Entrepreneurs and Nonprofit Execs Have Style, Learning Style That Isback
I talked a bit about learning styles in my recent blog,”A Successful Entrepreneur is a Student Entrepreneur.”Let’s take a deeper look at that; it’s important. To be successful, an entrepreneur or nonprofit leader must keep up with technology, trends, economic fluctuations, etc.
There are lots of ways to get the information we need: classes, webinars, books, magazines, networking groups, mentors, coaches, and conversations around the water cooler. So much information, so many ways to get it! How can you make the most of your “learning” time?
By knowing your learning style. We each have our own.
Some of us learn best by seeing, others by hearing, others by doing. Some people may need information presented in more than one way in order to take it in, or in different ways depending on the content. For example, many of us “get” numeric information better when it is presented visually, with charts and graphs, rather than as a list of numbers.
Learning styles are defined in many ways. The simplest is the hearing-seeing-doing classification I just mentioned. Other classifications take into account how well you relate to people; musicality; speaking skill; spatial ability; and mathematical ability.
The bottom line on all of them is: What parts of your brain are most active?
That is, of course, a simplified explanation but it gets us to the point: Figure out what excites your brain and you’ll be able to choose options that help you learn more … and more quickly.
Why spend money on a hard-cover book when you learn best by listening to books on your MP3 player? Will you learn more if you listen to music while you study or in the silence of a library? Do you absorb information better through an online class during which you can fidget and stretch as much as you like? Or do you need to be in a classroom where you can see and respond to other people?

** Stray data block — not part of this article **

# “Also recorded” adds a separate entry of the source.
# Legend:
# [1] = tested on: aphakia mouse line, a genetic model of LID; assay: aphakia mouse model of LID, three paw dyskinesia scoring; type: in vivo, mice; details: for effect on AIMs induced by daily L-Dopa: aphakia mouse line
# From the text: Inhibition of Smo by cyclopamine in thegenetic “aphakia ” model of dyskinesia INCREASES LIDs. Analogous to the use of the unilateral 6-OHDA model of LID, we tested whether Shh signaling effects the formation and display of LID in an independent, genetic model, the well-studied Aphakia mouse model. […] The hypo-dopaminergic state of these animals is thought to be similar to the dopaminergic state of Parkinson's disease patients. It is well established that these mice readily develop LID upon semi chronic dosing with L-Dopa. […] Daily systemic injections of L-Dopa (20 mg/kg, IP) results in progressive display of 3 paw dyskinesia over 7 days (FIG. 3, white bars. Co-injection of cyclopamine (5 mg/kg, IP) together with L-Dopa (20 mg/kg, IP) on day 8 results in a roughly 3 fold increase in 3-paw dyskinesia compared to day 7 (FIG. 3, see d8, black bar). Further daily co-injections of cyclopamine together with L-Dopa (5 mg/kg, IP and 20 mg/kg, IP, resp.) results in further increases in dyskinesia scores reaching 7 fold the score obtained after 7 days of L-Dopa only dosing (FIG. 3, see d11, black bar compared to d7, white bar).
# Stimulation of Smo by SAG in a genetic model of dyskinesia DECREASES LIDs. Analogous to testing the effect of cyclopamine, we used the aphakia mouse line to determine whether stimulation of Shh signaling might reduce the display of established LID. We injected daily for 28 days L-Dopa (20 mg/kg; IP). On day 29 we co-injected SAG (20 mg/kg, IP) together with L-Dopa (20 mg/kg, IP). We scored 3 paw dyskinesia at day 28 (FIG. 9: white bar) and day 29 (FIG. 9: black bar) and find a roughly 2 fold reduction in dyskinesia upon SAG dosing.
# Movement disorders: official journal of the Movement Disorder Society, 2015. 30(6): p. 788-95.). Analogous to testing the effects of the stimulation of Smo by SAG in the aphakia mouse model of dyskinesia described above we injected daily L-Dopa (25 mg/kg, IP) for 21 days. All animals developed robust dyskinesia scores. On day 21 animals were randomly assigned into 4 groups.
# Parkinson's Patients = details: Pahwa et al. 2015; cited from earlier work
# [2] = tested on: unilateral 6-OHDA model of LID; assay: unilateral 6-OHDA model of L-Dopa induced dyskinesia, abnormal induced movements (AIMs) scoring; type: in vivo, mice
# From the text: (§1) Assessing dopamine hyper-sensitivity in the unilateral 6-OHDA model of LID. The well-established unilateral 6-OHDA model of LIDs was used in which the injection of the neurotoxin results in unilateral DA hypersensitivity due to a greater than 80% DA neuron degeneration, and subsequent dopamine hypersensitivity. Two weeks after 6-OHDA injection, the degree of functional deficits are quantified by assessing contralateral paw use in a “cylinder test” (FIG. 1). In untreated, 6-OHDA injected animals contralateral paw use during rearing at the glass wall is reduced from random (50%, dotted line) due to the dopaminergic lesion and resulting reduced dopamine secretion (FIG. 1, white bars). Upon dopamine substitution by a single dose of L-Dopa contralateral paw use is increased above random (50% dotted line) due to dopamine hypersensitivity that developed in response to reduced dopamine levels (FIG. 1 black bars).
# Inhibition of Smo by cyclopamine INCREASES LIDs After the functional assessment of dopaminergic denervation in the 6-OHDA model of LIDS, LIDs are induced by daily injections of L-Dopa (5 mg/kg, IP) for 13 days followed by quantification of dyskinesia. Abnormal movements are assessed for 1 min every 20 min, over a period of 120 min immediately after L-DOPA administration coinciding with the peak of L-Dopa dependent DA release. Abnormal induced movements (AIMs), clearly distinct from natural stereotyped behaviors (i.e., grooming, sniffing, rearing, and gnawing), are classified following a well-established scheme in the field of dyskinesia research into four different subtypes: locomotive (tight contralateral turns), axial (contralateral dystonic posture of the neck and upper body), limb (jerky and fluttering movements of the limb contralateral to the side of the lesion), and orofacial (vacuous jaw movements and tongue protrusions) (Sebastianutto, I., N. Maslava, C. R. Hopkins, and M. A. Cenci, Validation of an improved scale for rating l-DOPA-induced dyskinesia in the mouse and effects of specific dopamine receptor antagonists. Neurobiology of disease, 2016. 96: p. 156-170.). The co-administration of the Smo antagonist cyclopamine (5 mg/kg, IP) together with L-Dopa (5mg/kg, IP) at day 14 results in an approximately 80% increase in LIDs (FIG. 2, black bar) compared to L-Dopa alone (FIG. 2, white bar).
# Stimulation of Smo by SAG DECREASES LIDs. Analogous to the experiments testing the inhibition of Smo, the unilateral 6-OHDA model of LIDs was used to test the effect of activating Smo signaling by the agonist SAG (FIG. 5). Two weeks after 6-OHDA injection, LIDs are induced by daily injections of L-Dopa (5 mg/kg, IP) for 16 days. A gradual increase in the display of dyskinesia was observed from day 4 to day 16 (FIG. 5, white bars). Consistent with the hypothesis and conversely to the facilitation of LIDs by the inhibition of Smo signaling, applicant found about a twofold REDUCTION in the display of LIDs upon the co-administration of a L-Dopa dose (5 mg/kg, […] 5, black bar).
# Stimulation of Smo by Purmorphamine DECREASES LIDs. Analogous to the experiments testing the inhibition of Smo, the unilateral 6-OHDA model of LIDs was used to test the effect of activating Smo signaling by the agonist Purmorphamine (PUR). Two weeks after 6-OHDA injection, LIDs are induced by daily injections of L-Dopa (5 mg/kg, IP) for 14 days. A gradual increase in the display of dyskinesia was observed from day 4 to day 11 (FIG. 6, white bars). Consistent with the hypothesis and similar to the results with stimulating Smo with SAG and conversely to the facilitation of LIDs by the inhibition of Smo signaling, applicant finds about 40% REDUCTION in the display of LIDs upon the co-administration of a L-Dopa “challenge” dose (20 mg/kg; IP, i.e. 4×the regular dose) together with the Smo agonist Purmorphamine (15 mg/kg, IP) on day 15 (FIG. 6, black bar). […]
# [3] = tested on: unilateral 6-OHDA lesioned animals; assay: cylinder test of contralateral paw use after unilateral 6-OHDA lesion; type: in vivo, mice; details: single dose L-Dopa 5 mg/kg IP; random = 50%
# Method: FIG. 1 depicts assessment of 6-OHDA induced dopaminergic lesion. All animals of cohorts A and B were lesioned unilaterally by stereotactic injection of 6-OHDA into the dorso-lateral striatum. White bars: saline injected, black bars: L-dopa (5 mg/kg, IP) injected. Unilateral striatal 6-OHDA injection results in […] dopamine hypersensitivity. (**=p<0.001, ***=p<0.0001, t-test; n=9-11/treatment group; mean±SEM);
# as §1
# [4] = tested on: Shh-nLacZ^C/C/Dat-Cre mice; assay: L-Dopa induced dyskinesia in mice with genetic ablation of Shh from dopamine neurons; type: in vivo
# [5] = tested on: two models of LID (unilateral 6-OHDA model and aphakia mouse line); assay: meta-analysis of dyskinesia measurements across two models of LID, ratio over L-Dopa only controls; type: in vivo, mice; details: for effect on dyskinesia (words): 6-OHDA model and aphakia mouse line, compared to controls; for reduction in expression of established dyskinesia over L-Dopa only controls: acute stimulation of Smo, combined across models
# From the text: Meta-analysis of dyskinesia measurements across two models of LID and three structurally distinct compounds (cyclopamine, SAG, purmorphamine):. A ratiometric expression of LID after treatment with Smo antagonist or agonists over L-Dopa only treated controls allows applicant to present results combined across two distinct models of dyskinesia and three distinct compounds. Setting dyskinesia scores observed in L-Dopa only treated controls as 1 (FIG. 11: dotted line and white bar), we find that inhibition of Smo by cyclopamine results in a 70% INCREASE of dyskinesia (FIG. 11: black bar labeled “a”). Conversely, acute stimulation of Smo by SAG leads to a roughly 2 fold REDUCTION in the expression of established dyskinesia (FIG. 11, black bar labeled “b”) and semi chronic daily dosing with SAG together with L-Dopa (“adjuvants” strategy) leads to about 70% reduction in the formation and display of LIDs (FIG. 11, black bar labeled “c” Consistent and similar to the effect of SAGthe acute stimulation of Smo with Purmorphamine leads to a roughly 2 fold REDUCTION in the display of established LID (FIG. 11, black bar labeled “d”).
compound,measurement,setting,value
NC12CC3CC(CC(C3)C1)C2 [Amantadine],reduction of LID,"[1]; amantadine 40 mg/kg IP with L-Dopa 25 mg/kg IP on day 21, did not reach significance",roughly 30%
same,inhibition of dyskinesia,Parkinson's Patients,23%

Effective learners – which means effective entrepreneurs and leaders – know their own style and make it work for them.
It’s easy to find your style. Websites (search on “learning styles”) offer free tests to help you. Some sites have long, written explanations and tests; others use graphs and pictures. Most offer tips and tools to maximize learning for a given style. (Tactile learners, use that highlighter!) Which site will be useful to you depends on – you guessed it – your learning style!
I’ll give you a few sites to get started. For the most variety on a single page, Google images
for “learning style” wins the prize. It also has links to websites with classifications, tests, and tips.
For a questionnaire
to get you started, try the one from North Carolina State University.
Take one or more of these free tests. Check out the tools and tips. If you find a site that you particularly like, let us know. And let us know if figuring out your style changes how you go about learning. Are you going to focus more on webinars and less on magazines? Add music to your workspace? Work standing up? What tips or tools were most surprising or useful?